Things every high school senior should know about college.

I’ve been mentoring the same group of high school boys for four years. They are seniors now, and most of them are in the midst of receiving their college acceptance/rejection letters in the mail. At one of my recent Bible studies I asked the guys if they would be interested in doing a “college prep” night where I shared with them some insights on the college experience. Here’s what I’ve got so far to share…

Do look in to going to a public school. I made the decision to go private and man oh man did I pay for that choice. My school ran about $30k/yr, quite a bit different than the $5K-10k/yr public school options at the time. Looking back I wish I would have considered going to a state school. It’s okay though, I don’t regret my choice as I had the best four years of my life, but I SHOULD have explored public options more carefully.

Don’t drop out. Yeah that’s right. If you start college…finish. I can’t tell you how many kids I went to school with that didn’t come back after the first year. They paid $30K for that one year, and don’t have a degree to show for it. School can be hard, life happens, and money will be an issue, but you better do everything in your power to make sure you graduate from somewhere, even if it’s your local community college.

Do work part time. I don’t care if you are working 5hrs/wk or 40hrs/wk, but try and make some money. I know, being a full time student can be stressful, but I bet part of that stress comes from being broke. You don’t need to be earning enough to contribute to a Roth IRA (although that would definitely be sexy), I just want you to be able to cover the majority of your personal expenses (food, clothes, school stuff, etc). It also will give you something to put on your resume come graduation time. Think about it, if you were on a hiring panel would you hire someone who graduated college with a 3.5 GPA and no work experience or someone with a 3.5 GPA who also had a job during those four years? I’m going with the latter.

Don’t use that fricken credit card you signed up for. Yeah, that’s right. I’ve been watching you. Some dude at a booth said “Hey fill out an application for this credit card and we will give you this frisbee” and you filled it out didn’t you…DIDN’T YOU!? I too took advantage of a “free shirt” offer, but I actually lied on the application and input all fake info (which I think is actually a crime, but I didn’t know it at the time). Fortunately, I never accumulated a credit card balance while in school and you need to do the same. This is a non-negotiable. Credit cards can not be the means by which you provide yourself food and textbooks.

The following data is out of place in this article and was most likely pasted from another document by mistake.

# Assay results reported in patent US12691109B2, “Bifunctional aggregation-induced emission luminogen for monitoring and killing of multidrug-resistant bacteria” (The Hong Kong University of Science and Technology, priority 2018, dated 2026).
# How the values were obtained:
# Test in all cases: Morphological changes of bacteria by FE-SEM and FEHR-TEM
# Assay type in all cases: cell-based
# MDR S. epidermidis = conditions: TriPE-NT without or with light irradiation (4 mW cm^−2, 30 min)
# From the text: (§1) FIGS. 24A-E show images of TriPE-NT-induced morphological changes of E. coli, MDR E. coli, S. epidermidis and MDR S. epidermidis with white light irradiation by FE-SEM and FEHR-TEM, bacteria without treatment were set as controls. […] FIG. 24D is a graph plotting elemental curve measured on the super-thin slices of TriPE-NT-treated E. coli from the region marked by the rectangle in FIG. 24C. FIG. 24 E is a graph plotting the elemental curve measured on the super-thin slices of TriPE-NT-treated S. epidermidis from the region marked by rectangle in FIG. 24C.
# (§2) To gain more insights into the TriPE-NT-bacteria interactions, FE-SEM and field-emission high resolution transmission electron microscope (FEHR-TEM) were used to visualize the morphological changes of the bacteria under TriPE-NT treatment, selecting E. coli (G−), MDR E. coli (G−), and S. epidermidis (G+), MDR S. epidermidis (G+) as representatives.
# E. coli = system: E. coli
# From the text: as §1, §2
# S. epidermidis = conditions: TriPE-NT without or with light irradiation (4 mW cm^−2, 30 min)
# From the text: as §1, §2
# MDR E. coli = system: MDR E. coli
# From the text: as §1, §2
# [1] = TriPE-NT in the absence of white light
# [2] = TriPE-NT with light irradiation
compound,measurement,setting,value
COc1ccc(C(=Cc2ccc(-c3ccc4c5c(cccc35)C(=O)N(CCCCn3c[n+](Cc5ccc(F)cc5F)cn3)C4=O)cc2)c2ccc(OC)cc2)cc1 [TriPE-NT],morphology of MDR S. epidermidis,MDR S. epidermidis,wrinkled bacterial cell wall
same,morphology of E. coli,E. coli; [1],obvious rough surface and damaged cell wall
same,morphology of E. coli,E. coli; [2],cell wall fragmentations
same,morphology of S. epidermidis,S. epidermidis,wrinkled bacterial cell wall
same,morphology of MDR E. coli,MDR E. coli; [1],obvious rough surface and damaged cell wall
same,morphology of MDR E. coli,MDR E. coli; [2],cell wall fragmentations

Do get good grades. Sounds like a no brainer right? But are you really applying yourself in all of your classes. I sure didn’t. In fact I got an A in Organic Chemistry, but a B in Introduction to Art. I picked and chose which classes I wanted to succeed in and where I was okay falling short. I wish I could go back in time and try just a little bit harder. When you graduate your GPA is going to be a huge bartering tool for you. Yes, your college GPA will become less important as you establish yourself in the work place, but until that time comes, it is your most valuable asset. If you graduated with honors don’t be shy about telling your prospective employers about it during an interview. It shows that you are dedicated to working hard and doing well.

Don’t grow up too fast. If you are the typical 20-something college student you have a responsibility requirement to act like it. Have fun. Pull stupid pranks on your dorm mates. Stay up really late and watch movies. Once you graduate college, you have to enter the 9-5 world, and let me tell you… it ain’t pretty. Midnight burrito runs are a thing of the past. Enjoy the college lifestyle.

Do take advantage of EVERYTHING your school has to offer. I was heavily involved in various college activities. Sporting events, clubs, organizations, all at your fingertip. There are so many FREE programs available to college students, you would have to be stupid to not take advantage of them. You aren’t stupid, are you?

Don’t take out $100,000 in student loan debt to become a teacher. If you know exactly what you want to do with your life (teacher, socialist worker, nurse, etc) then you need to think about the average pay for that position and how much student loan debt you will have. Don’t be naive and take out $25,000 each year in loans, only to graduate and become a Kindergarten teacher who makes $35,000/year (if you even get a job right away). You will literally be in debt for just about ever, and probably doomed to live in your parents basement until your 40.

Here is a general rule I would use; the total amount of your student loans should be less than what you expect to make annually in your chosen profession. If that’s not the case, change schools or change majors.

So there ya have it, some of my thoughts on the college experience. Take them with a grain of salt as they are only my opinions, and according to Girl Ninja, my opinion means nothing.

I’d love for you to share a few MUST SHARE items that I need to address when I meet with these high school kids. What is something that your 18 year old self would have liked to know?

I’ll still be so pissed if student loans are forgiven.